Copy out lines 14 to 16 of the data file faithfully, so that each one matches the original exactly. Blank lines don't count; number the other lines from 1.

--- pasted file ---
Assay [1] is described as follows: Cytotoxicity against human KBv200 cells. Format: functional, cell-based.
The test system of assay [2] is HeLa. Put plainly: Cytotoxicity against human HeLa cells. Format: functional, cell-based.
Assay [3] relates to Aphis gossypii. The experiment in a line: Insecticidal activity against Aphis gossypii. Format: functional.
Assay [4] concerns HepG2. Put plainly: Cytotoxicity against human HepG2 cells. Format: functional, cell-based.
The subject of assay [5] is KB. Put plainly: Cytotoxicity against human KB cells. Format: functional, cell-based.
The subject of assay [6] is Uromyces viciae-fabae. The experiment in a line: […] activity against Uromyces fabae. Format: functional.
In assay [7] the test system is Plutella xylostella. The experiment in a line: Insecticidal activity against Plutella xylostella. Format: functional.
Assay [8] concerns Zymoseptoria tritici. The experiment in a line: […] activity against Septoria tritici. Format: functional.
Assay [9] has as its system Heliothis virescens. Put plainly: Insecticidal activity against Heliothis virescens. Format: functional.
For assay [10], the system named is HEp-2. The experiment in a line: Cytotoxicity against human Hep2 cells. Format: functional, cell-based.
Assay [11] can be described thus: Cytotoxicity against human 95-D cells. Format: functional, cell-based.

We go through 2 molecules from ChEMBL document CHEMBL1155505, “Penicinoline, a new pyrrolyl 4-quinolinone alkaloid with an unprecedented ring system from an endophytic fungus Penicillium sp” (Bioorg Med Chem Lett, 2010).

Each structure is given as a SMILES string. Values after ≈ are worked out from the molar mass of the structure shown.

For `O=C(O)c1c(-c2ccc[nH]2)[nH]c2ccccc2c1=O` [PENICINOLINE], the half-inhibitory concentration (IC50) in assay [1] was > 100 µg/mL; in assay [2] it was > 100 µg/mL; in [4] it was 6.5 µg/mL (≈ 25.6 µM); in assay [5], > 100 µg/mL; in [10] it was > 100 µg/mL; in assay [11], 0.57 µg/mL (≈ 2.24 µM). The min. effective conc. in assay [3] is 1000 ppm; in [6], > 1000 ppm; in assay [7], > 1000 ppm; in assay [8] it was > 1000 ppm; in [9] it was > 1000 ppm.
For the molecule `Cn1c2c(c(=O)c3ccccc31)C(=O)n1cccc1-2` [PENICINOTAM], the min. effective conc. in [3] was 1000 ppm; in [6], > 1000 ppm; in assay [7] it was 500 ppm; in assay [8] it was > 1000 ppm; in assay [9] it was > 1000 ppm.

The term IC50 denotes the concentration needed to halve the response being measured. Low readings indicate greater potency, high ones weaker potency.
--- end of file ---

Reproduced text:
For `O=C(O)c1c(-c2ccc[nH]2)[nH]c2ccccc2c1=O` [PENICINOLINE], the half-inhibitory concentration (IC50) in assay [1] was > 100 µg/mL; in assay [2] it was > 100 µg/mL; in [4] it was 6.5 µg/mL (≈ 25.6 µM); in assay [5], > 100 µg/mL; in [10] it was > 100 µg/mL; in assay [11], 0.57 µg/mL (≈ 2.24 µM). The min. effective conc. in assay [3] is 1000 ppm; in [6], > 1000 ppm; in assay [7], > 1000 ppm; in assay [8] it was > 1000 ppm; in [9] it was > 1000 ppm.
For the molecule `Cn1c2c(c(=O)c3ccccc31)C(=O)n1cccc1-2` [PENICINOTAM], the min. effective conc. in [3] was 1000 ppm; in [6], > 1000 ppm; in assay [7] it was 500 ppm; in assay [8] it was > 1000 ppm; in assay [9] it was > 1000 ppm.

The term IC50 denotes the concentration needed to halve the response being measured. Low readings indicate greater potency, high ones weaker potency.